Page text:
At least 1530 African migrants die in Mediterranean

1530 African migrants die in Mediterranean

The UN Migration Agency (IOM) said Friday that 1,530 migrants and refugees died crossing the Mediterranean in 2017.

The IOM reports that 60,521 migrants and refugees have entered Europe by sea this year, with over 80 percent arriving in Italy and the remainder divided between Greece, Cyprus and Spain, said Stephane Dujarric, spokesman for UN Secretary-General Antonio Guterres, at the daily news briefing.

“This number does not include some 6,000 people who have been rescued over the past 72 hours,” said Dujarric.

In terms of fatalities, there have been 1,530 migrants and refugees who have died this year on this route, a figure that roughly matches those for 2016 for the same period, he said.

However, the IOM warned that the deadliest season is starting right now, said the spokesman.

Zimbabwe second-most developed country in Africa – Robert Mugabe

Zimbabwe second-most developed country in Africa
Robert Mugabe, 93, has governed Zimbabwe since independence in 1980

Zimbabwe is the most highly developed country in Africa after South Africa, President Robert Mugabe has said.

He denied that the country was a fragile state.

“We have over 14 universities and our literacy rate is over 90 [%] – the highest in Africa,” he said, adding that the economy was improving.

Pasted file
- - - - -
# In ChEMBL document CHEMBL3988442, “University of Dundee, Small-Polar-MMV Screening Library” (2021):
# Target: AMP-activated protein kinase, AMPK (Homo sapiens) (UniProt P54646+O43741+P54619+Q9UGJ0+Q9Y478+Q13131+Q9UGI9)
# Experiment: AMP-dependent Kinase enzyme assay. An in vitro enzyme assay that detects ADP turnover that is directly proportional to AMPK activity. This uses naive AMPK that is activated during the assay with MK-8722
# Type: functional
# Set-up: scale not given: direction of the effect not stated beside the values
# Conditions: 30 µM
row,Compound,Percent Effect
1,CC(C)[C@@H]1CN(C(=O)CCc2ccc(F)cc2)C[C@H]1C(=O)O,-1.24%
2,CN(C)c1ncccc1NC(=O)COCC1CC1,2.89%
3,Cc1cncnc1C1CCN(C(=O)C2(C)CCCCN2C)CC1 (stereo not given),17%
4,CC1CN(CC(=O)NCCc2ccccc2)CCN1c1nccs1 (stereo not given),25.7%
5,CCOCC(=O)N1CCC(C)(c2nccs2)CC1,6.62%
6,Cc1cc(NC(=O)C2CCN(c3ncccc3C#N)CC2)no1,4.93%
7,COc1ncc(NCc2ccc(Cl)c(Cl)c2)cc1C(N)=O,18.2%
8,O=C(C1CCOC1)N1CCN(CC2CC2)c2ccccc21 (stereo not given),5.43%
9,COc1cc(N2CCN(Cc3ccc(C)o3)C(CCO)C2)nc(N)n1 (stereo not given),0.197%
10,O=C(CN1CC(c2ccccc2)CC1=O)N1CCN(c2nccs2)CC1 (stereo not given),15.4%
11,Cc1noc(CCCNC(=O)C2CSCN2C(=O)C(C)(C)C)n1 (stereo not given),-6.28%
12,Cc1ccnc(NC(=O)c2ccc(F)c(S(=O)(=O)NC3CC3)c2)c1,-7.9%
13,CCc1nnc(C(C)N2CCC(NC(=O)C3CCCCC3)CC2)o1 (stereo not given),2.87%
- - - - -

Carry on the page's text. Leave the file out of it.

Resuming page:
Zimbabwe has been struggling to pay its civil servants recently and is ranked 24th on the UNDP’s Human Development Index for Africa.

“We have more resources, perhaps more than the average country in the world.” Mr Mugabe said, during a panel discussion on fragile states at the World Economic Forum on Africa in South Africa’s costal city of Durban.

“We have a bumper harvest, maize, tobacco, and other crops. We are not a poor country,” Mr Mugabe added, while acknowledging that Zimbabwe had problems.

Last year, more than four million people were in need of food aid in Zimbabwe after rains failed. The country was once known as the breadbasket of southern Africa.

The opposition accuses Mr Mugabe, who has ruled since independence in 1980, of ruining the economy.

Zimbabwe has faced a severe cash shortage since last year and has introduced so-called bond notes as a substitute for the US dollar, the main currency people use.

Hyperinflation forced the government to abandon the Zimbabwean dollar in 2009.

After Mr Mugabe came to power in 1980, he was widely praised for improving access to education in the country and in the 1990s, it did have among the highest literacy rates in Africa.

However, schools have also been affected by the country’s economic problems and rates have now dropped back.